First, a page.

Whether this game will be a cross over classic remains to be seen but I came to adventure games via some true classics of the action/adventure genre (Outcast and Realms of the Haunting being two of them). They showed to me the depth that an adventure element brings to what otherwise can be a fairly shallow shooting fest, albeit enjoyable in its own way. And Fahrenheit certainly has some stunning elements in its game play, its presentation, and even its storyline (although it's let down by a very weak ending).

Steve is right that it's an interactive movie, and the motion capture for the animation is exceptional. Some of the scenes are straight out of movies like The Matrix, and it's a shame you have to focus on the flashing lights to get the action sequences right, because it pretty much prevents you from actually watching the scene going on. In a nice touch, some of the action scenes can be watched simply as a movie via the bonus material which you can unlock as you progress through the game, but not all of them. They should have all been made available in this way, as they really are worth watching uninterrupted by the frenetic poking of keyboard buttons.

There are other action things to do apart from those already mentioned. Climb a few fences and drainpipes, sneak through a military complex, and go target shooting to name a few. These do not involve the finger sequences, and are more straightforward as a result, although sneaking took more than a few attempts.

You have a lot of control over the camera and the view from your character perspective, switching easily from third to first person, and being able to rotate the camera round the character. I don't recall having camera problems even once. There are several occasions where split screens are used not just to show multiple perspectives or protagonists, but also as part of a puzzle design. These added to the cinematic feel, and I felt were well used throughout.

The characterisation is generally good to exceptional, although the doubling up of the same actor on two of the main character voices just seemed lazy, good though he is. Having a strong female lead is also something to be applauded.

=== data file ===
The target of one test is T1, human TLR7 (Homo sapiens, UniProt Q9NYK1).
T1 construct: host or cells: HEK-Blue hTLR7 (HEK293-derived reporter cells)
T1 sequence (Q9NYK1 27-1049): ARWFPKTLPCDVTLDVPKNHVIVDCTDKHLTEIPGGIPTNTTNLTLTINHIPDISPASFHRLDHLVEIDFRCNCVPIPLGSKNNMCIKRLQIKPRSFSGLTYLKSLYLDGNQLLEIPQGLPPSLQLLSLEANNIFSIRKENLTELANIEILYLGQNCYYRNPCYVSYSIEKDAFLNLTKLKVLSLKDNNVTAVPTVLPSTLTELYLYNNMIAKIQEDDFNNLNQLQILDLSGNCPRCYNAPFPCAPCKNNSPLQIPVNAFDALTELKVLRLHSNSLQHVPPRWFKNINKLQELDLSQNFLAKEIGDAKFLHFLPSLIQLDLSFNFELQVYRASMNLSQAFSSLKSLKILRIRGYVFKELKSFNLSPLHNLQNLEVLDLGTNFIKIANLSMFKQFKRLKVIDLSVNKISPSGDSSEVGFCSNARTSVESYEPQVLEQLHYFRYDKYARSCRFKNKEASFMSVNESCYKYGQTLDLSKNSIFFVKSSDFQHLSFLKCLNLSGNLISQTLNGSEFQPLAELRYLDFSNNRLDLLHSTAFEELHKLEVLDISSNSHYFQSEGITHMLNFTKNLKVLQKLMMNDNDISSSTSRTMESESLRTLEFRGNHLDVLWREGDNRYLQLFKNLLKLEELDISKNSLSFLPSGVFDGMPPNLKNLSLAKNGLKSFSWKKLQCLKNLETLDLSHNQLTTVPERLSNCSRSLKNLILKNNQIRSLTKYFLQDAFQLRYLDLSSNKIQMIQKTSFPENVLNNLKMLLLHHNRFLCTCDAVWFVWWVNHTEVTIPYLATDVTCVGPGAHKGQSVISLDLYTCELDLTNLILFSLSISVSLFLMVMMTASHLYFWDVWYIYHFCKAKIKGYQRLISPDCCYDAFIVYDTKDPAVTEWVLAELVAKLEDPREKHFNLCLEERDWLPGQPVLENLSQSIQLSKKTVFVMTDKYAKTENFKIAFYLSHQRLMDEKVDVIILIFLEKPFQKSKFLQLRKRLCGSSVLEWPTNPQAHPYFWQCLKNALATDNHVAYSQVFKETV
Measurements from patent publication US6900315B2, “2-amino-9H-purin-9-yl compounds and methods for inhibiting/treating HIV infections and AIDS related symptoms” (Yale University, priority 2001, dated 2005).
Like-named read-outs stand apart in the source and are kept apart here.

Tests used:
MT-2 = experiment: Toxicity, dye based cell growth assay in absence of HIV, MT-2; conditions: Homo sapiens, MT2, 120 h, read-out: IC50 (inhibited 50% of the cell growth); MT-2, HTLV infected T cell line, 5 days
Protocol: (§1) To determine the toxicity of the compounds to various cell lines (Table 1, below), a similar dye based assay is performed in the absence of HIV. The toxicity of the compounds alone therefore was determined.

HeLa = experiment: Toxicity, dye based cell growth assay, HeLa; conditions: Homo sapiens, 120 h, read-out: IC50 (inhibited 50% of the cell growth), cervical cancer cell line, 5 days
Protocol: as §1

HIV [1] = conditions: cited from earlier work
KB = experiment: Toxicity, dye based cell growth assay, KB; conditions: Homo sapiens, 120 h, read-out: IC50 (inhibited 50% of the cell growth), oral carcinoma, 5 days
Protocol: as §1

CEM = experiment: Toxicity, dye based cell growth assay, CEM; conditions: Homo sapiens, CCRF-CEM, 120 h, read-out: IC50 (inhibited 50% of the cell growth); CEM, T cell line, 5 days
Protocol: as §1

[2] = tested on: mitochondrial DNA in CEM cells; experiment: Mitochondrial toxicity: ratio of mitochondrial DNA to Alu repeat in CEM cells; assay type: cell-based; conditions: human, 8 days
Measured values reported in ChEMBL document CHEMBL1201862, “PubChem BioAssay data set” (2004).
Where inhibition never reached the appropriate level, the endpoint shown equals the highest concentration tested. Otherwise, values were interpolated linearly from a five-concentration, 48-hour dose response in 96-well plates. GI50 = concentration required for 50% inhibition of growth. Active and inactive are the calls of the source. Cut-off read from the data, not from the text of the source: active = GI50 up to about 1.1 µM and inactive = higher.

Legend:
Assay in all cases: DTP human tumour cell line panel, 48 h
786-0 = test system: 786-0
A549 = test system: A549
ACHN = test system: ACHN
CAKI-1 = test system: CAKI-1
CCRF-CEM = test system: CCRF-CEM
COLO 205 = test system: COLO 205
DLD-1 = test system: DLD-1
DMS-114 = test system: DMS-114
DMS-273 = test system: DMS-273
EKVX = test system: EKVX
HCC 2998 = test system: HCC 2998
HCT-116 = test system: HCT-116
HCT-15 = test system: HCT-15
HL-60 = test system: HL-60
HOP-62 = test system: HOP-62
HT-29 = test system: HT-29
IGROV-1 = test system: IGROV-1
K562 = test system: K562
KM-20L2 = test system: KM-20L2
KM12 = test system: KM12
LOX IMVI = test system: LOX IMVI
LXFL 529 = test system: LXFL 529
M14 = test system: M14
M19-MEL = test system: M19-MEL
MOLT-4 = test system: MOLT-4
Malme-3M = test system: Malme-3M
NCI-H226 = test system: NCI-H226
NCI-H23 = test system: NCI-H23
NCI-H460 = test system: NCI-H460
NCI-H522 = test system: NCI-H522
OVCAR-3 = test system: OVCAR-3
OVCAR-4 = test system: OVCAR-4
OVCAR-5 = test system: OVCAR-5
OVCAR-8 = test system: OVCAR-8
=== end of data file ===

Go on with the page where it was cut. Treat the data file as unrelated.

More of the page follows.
Fahrenheit/Indigo Prophecy ScreenshotThe resurrection aspect Steve spoke about didn't bother me too much, although it is a little galling to do something and have it produce a negative result for no obvious reason. But life can be like that, and it didn't happen to me a lot. I only ever went back and replayed one chapter from the start and this was in order to try and save some of my own lives, and the ends I reached in the game because I made a wrong choice were not many and easily avoided. Plus there were plenty of ways to get mental health up, particularly to an adventurer who is used to doing pretty much everything there is to do, so a choice leading to a decrease in mental health could usually be remedied by doing something else close at hand.

Many choices and actions will affect your mental health. You don't have to do everything, and you might adopt a cautious approach to avoid negative effects, but there is a lot to do and fiddle with, and most adventure game players will open every cupboard and drawer, and generally poke around. Which gives the game an exploratory depth that other action/adventure games often lack.

You can find bonus points as you play as well as the few extra lives, and these are what are used to unlock the extras through the bonus screen. Spend them as you go, or wait until the end. They have no effect on game play but can provide a less frantic interlude. Other extras apart from those mentioned include some "making of" videos, some extra in-game games, and some movie scenes not contained in the game itself (avoid the dance scene if even fleeting nudity offends).

Finally, Steve is spot on about the music. You can unlock all the songs through the bonus screen and listen to them at your leisure. Music is a matter of taste of course, but I will likely try and hunt down a few of the performers.

Conclusion
Re-jig the control system and there is no doubt you would be on the verge of an outstanding game. Even with the foibles of the controls, both of us agree that this game was well worth the price of admission. It will infuriate as many people as it enthralls, but Fahrenheit is an action/adventure game that well satisfies both halves of that equation, and which contains some damn fine gaming moments.

metzomagic.com rating:  

Copyright © The Two Steves 2006. All rights reserved.

System Requirements:
Windows 98SE/ME/2000/XP, Pentium III 800MHz, 256MB RAM, 2.5 GB disc space, 6x DVD ROM drive (available also on CD), 32 MB video card, DirectX 9.0 (included) or higher.

Also available for XBOX and PS2.